Former Wayne County Official Sentenced

The former chief information officer of the Wayne County, Michigan, government has been sentenced to 57 months in prison for taking $70,000 in bribes from a businessman who had millions of dollars in contracts with Wayne County.

During a hearing before U.S. District Judge Stephen J. Murphy III, Tahir Kazmi, 49, of Rochester Hills, Michigan, was sentenced to 57 months in prison, a $15,000 fine, and a term of supervised release based on his plea of guilty to accepting bribes. Kazmi, a political appointee in the Wayne County government, had accepted cash; trips to Hawaii, Turkey, and Florida; and other things of value totaling $70,000 between 2009 and 2011 from a county IT contractor who was overseen by Kazmi. After Kazmi learned that the FBI was investigating Wayne County corruption, Kazmi engaged in a conspiracy with Wayne County appointee Zayd Allebban in an effort to obstruct justice and to cover up the bribes received by Kazmi.

In the investigation of corruption in the Wayne County government, others have been convicted of either corruption or obstructing the investigation. Defendant Zayd Allebban was sentenced to 41 months in prison on September 6, 2013. Defendant David Edwards, Kazmi’s deputy chief information officer, was sentenced to 12 months in prison on September 27, 2013. Two other convicted defendants are Michael Grundy and Keith Griffin.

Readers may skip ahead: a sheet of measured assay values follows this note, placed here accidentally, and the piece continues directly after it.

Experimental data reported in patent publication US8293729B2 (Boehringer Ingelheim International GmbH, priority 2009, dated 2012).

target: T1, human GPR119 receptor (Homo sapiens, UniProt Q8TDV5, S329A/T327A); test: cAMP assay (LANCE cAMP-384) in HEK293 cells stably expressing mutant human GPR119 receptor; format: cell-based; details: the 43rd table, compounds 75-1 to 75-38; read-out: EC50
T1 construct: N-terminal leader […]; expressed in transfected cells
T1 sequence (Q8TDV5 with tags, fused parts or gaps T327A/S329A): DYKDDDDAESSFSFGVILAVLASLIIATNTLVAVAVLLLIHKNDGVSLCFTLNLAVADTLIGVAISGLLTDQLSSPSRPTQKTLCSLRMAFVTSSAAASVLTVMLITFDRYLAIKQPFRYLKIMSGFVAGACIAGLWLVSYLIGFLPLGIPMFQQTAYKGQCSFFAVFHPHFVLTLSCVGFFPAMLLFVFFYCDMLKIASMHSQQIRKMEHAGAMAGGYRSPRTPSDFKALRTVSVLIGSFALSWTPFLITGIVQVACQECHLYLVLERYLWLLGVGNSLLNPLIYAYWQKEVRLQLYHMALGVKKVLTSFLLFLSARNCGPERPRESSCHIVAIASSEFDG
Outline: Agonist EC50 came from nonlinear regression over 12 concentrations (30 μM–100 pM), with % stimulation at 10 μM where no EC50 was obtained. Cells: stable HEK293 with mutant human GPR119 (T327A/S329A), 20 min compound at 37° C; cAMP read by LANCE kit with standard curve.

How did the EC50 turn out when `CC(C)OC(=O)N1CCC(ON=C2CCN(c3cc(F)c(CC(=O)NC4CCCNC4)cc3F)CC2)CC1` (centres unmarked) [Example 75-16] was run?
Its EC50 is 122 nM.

U.S. Attorney Barbara L. McQuade said, “The court’s sentence sends a strong message that public officials who use their positions of trust to personally profit will be punished. Public officials should serve the interests of the people, not their own interests.”

“Government officials who breach the public trust for their own selfish purposes, and in this instance conspire with others in an attempt to cover up their criminal activity, will continue to be pursued aggressively and brought to justice,” said Paul M. Abbate, special agent in charge of the FBI Detroit field office. “The sentence sends another message that public servants are entrusted to serve the public, not themselves.”

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